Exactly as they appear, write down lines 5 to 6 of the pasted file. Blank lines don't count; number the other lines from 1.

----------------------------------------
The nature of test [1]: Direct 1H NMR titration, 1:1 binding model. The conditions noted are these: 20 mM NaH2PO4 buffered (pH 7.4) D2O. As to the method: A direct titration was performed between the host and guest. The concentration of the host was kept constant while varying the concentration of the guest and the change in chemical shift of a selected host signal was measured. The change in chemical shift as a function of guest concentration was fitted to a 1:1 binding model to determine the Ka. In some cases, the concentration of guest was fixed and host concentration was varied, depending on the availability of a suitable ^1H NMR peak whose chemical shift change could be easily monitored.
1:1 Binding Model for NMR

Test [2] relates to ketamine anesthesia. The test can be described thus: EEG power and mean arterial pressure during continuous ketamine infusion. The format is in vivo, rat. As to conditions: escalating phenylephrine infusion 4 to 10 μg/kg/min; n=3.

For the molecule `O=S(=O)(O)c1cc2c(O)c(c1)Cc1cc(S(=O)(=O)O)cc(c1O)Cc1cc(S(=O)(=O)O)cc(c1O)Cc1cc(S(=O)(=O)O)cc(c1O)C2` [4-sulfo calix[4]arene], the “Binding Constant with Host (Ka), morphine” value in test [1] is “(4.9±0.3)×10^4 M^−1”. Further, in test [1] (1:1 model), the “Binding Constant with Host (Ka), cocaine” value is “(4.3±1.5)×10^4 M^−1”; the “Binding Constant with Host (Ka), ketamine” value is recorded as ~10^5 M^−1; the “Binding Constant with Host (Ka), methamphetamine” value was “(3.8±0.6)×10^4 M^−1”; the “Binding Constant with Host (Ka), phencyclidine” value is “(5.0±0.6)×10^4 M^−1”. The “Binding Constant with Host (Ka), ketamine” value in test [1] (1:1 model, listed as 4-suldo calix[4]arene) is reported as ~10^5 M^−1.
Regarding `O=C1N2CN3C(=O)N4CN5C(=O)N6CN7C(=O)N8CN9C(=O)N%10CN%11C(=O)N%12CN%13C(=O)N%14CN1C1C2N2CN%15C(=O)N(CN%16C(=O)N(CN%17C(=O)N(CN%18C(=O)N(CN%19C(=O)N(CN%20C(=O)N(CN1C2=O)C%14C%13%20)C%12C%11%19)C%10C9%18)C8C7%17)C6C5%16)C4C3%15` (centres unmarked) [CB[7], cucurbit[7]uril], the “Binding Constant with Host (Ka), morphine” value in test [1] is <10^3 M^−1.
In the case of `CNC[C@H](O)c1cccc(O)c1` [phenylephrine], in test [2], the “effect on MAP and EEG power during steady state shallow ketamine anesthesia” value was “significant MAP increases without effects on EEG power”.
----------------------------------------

Regarding `O=C1N2CN3C(=O)N4CN5C(=O)N6CN7C(=O)N8CN9C(=O)N%10CN%11C(=O)N%12CN%13C(=O)N%14CN1C1C2N2CN%15C(=O)N(CN%16C(=O)N(CN%17C(=O)N(CN%18C(=O)N(CN%19C(=O)N(CN%20C(=O)N(CN1C2=O)C%14C%13%20)C%12C%11%19)C%10C9%18)C8C7%17)C6C5%16)C4C3%15` (centres unmarked) [CB[7], cucurbit[7]uril], the “Binding Constant with Host (Ka), morphine” value in test [1] is <10^3 M^−1.
In the case of `CNC[C@H](O)c1cccc(O)c1` [phenylephrine], in test [2], the “effect on MAP and EEG power during steady state shallow ketamine anesthesia” value was “significant MAP increases without effects on EEG power”.